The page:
The content on this page is being archived for historic and reference purposes only. The content, links, and pdfs are no longer maintained and might be outdated.
Public Health and Aging: Trends in Aging --- United States and Worldwide
The median age of the world's population is increasing because of a decline in fertility and a 20-year increase in the average life span during the second half of the 20th century (1). These factors, combined with elevated fertility in many countries during the 2 decades after World War II (i.e., the "Baby Boom"), will result in increased numbers of persons aged >65 years during 2010--2030 (2). Worldwide, the average life span is expected to extend another 10 years by 2050 (1). The growing number of older adults increases demands on the public health system and on medical and social services. Chronic diseases, which affect older adults disproportionately, contribute to disability, diminish quality of life, and increased health- and long-term--care costs. Increased life expectancy reflects, in part, the success of public health interventions (2), but public health programs must now respond to the challenges created by this achievement, including the growing burden of chronic illnesses, injuries, and disabilities and increasing concerns about future caregiving and health-care costs. This report presents data from the U.S. Bureau of the Census, the World Health Organization, and the United Nations on U.S. and global trends in aging, including demographic and epidemiologic transitions, increasing medical and social costs related to aging, and the implications for public health.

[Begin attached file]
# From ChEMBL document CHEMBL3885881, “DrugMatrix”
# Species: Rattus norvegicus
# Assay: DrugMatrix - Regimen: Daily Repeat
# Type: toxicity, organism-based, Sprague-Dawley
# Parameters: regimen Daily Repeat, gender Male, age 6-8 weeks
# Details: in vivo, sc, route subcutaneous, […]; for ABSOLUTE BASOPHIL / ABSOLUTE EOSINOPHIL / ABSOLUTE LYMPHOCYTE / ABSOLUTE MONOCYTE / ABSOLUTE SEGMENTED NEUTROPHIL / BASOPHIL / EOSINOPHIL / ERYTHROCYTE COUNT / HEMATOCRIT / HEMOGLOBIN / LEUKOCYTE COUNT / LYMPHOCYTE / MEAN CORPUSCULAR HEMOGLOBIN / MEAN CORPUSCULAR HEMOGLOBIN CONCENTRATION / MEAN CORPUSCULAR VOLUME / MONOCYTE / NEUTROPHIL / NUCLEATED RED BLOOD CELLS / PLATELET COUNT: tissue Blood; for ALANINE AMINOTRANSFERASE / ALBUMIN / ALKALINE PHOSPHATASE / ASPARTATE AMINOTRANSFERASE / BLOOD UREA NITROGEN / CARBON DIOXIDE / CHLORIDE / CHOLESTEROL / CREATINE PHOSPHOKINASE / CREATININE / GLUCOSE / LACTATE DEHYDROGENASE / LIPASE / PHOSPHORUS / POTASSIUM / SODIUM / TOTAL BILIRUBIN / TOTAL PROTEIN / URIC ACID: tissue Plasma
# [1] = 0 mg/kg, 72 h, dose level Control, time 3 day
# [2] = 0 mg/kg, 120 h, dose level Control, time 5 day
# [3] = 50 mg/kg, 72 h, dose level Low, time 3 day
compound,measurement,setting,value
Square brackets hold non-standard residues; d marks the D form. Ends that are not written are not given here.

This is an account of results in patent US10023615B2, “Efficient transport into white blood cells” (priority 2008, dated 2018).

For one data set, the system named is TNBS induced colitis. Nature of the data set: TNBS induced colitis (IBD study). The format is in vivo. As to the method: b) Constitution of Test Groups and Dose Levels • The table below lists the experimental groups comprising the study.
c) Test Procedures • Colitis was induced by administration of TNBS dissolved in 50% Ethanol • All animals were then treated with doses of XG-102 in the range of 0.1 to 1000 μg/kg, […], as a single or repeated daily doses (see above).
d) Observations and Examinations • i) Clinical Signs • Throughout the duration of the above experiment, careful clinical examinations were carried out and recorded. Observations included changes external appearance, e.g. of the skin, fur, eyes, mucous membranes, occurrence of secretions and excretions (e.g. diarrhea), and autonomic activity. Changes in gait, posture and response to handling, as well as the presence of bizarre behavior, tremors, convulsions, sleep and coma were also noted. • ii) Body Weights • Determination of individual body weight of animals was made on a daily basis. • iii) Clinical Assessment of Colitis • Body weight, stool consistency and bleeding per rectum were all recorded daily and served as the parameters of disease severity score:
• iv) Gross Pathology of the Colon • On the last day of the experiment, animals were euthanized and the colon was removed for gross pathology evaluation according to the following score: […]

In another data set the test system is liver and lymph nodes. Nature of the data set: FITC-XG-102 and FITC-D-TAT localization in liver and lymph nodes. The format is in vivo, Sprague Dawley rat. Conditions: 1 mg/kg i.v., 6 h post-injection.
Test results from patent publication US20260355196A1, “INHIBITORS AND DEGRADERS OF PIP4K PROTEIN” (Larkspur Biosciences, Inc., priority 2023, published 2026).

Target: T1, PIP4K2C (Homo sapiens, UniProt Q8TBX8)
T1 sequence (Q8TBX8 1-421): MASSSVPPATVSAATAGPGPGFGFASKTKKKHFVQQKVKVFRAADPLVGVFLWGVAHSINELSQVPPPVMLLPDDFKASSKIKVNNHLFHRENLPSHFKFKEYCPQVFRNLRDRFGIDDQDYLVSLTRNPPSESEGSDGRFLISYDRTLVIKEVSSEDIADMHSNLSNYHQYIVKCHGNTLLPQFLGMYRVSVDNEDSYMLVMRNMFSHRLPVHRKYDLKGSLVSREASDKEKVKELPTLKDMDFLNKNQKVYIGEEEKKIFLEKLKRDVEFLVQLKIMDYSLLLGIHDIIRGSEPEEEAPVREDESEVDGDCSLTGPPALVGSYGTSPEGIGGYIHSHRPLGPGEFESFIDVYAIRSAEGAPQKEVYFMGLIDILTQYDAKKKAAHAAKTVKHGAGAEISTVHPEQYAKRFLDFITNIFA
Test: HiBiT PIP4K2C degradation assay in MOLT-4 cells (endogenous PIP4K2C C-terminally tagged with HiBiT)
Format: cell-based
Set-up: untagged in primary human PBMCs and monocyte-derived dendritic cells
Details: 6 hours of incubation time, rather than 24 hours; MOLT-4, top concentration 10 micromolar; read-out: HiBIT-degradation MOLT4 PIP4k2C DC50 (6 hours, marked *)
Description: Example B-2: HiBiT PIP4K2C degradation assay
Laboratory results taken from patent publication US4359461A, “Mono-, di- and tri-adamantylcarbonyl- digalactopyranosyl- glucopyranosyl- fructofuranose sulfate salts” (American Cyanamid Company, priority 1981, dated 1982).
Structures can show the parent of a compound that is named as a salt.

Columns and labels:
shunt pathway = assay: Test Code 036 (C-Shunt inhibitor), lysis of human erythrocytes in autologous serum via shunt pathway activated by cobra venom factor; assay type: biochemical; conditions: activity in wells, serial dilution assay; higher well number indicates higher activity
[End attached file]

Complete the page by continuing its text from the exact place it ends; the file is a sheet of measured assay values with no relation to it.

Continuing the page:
In the United States, the proportion of the population aged >65 years is projected to increase from 12.4% in 2000 to 19.6% in 2030 (3). The number of persons aged >65 years is expected to increase from approximately 35 million in 2000 to an estimated 71 million in 2030 (3), and the number of persons aged >80 years is expected to increase from 9.3 million in 2000 to 19.5 million in 2030 (3). In 1995, the most populous states had the largest number of older persons; nine states (California, Florida, Illinois, Michigan, New Jersey, New York, Ohio, Pennsylvania, and Texas) each had more than one million persons aged >65 years (4). In 1995, four states had >15% of their population aged >65 years; Florida had the largest proportion (19%) (5). By 2025, the proportion of Florida's population aged >65 years is projected to be 26% (5) and >15% in 48 states (all but Alaska and California) (5).